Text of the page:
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Medication Spotlight: Rybelsus

Ozempic (semaglutide) has been a game changer in the field of type 2 diabetes, and now Novo Nordisk has created an oral version called Rybelsus. The technology which enabled the development of Rybelsus is an innovative breakthrough.


Semaglutide works by acting like endogenous glucagon-like peptide 1 (GLP-1) and binding to the GLP-1 receptor to better control insulin and glucagon action. As a peptide,it can easily be degraded in the gastrointestinal tract due to acidity and pepsin activity. Ozempic bypasses this effect via subcutaneous administration. For Rybelsus, the oral formulation contains 300 mg of salcaprozate sodium (SNAC) which is a small fatty acid that acts as an absorption enhancer. It is hypothesized to increase transport across gastric cells and increase pH (reducing acidity).


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Dosing: initiate therapy with 3 mg once daily. After 30 days, may increase to 7 mg once daily. After another 30 days, may increase to 14 mg once daily. This titration schedule is for tolerance purposes due to gastrointestinal adverse effects such as nausea, diarrhea and vomiting. Note: do not take 2 tablets of 7 mg to make up 1 tablet of 14 mg.

Rybelsus can be used in mild to moderate renal insufficiency (above 30 mL/min).

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Administration: There is a specific set of instructions for taking Rybelsus to ensure the medication is effective and absorbed (think similar to oral bisphosphonates). The tablet must be taken 30 minutes before the first meal of the day, with no more than 120 mL of water. Any larger volume of water may lead to decreased absorption. It should be taken before any other medications, food or drink (except water).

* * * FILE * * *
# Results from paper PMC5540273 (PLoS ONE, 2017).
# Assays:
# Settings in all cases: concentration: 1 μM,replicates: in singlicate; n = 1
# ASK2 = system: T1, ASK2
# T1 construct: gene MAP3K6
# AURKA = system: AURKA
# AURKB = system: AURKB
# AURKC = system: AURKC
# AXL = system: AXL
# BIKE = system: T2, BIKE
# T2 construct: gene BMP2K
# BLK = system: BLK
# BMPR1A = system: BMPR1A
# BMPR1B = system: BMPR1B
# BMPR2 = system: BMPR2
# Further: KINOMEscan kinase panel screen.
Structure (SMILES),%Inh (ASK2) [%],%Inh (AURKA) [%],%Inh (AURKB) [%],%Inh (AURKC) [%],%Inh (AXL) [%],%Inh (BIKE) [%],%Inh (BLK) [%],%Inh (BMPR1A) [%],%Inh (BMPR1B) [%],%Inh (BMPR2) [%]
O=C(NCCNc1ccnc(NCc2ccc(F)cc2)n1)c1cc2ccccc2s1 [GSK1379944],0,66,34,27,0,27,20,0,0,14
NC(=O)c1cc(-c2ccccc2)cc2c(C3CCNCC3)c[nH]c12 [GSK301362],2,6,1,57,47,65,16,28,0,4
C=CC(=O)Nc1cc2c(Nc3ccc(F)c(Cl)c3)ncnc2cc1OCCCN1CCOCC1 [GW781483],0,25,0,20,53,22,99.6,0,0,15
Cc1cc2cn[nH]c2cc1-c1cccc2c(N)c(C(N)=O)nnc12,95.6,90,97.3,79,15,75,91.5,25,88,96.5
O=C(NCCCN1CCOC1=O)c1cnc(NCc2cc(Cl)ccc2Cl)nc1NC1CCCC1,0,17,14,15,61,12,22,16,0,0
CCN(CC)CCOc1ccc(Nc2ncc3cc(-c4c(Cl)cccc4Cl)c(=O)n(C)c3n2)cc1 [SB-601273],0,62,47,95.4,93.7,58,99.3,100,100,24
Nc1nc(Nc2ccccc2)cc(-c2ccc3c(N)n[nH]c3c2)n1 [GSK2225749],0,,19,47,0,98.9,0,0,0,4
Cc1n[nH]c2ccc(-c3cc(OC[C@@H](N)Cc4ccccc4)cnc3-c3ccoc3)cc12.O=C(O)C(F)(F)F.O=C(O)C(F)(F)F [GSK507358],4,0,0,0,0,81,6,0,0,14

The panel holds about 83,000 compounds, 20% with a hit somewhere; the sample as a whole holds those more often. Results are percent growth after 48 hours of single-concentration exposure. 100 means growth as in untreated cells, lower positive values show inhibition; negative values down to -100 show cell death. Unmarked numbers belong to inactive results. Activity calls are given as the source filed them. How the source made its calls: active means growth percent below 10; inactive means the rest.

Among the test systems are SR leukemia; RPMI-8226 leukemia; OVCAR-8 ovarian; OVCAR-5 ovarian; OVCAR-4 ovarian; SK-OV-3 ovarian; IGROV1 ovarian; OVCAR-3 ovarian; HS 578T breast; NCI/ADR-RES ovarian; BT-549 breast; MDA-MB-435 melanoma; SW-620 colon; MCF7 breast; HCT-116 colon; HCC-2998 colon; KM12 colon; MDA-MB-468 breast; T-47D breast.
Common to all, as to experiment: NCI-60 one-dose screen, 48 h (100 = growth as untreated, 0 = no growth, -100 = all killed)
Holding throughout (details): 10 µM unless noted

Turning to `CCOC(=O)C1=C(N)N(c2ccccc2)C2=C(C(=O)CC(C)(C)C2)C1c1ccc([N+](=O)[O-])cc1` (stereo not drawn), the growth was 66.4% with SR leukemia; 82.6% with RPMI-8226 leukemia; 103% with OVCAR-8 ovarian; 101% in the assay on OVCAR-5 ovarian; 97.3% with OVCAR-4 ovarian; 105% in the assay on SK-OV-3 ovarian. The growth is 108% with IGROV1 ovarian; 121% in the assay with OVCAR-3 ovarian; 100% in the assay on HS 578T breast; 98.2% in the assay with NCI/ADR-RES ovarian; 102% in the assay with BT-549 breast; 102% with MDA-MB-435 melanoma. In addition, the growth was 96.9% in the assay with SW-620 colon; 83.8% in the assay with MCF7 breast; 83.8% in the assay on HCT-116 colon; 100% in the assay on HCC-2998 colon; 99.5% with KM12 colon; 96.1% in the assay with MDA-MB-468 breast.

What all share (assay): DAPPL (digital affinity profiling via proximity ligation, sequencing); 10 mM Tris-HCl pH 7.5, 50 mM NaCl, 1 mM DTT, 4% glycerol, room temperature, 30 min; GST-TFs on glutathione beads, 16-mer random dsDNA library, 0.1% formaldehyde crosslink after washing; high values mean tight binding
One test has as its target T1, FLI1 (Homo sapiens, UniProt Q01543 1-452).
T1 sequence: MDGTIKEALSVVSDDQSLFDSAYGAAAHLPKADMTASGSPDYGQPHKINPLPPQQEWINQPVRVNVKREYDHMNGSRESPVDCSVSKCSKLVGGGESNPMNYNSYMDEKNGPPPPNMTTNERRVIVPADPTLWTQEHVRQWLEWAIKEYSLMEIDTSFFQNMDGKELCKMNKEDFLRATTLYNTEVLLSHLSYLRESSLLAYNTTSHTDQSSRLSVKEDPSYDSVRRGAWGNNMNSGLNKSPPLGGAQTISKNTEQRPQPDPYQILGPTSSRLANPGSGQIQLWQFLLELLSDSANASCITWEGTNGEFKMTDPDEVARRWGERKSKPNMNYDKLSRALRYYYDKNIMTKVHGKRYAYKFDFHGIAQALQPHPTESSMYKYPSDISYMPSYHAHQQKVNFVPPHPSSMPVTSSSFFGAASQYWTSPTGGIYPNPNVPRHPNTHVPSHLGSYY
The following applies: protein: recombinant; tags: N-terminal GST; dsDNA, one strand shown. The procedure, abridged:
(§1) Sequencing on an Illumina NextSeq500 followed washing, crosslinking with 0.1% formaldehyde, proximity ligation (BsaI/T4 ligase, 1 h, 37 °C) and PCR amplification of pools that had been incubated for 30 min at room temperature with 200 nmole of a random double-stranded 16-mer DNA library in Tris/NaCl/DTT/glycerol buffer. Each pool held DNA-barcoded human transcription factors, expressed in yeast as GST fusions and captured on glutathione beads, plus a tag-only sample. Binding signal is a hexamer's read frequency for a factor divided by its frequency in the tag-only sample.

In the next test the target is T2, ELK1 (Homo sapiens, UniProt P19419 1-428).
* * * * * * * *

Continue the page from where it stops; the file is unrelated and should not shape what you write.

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Adverse Effects: Related to gastrointestinal symptoms. It may increase heart rate and cause acute pancreatitis. It may cause weight loss by delaying gastric emptying.

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Drug Interactions: Rybelsus can cause hypoglycemia when combined with secretagogues (sulfonylureas, meglitinides) and insulin.

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Role in Therapy:

Rybelsus has been studied as add-on therapy to metformin. Compared to Januvia and Jardiance, Rybelsus has superior A1c reduction. Compared to Victoza, Rybelsus has comparable A1c reduction.


Nowadays, clinical trials are looking for cardiovascular benefit rather than A1c lowering effect. Rybelsus does not have the cardiovascular benefit seen with other agents such as subcutaneous Ozempic or Victoza. A clinical trial called SOUL is underway to investigate cardiovascular benefit. Currently, we know that Rybelsus does not cause cardiovascular harm.


Rybelsus could be an alternative to Ozempic for patients who are not comfortable with needles. However, there is a risk of therapeutic failure if patients do not adhere to the specific administration instructions because at best, only 1% of the drug is absorbed. Rybelsus is an effective A1c lowering medication, but more information is needed regarding cardiovascular benefit.





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